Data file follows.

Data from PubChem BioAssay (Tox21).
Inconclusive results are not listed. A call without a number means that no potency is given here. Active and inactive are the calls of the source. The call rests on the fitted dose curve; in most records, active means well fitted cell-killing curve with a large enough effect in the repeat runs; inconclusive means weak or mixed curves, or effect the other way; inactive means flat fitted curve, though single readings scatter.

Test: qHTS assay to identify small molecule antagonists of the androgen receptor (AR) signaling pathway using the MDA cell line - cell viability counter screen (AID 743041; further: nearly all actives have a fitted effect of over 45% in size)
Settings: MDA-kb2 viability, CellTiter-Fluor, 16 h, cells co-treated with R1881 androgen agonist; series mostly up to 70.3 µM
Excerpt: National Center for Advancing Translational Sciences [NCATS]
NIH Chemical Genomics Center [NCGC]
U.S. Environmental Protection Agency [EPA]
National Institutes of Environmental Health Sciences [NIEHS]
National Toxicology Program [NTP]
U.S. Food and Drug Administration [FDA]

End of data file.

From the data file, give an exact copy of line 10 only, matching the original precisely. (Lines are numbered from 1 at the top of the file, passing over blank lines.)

U.S. Food and Drug Administration [FDA]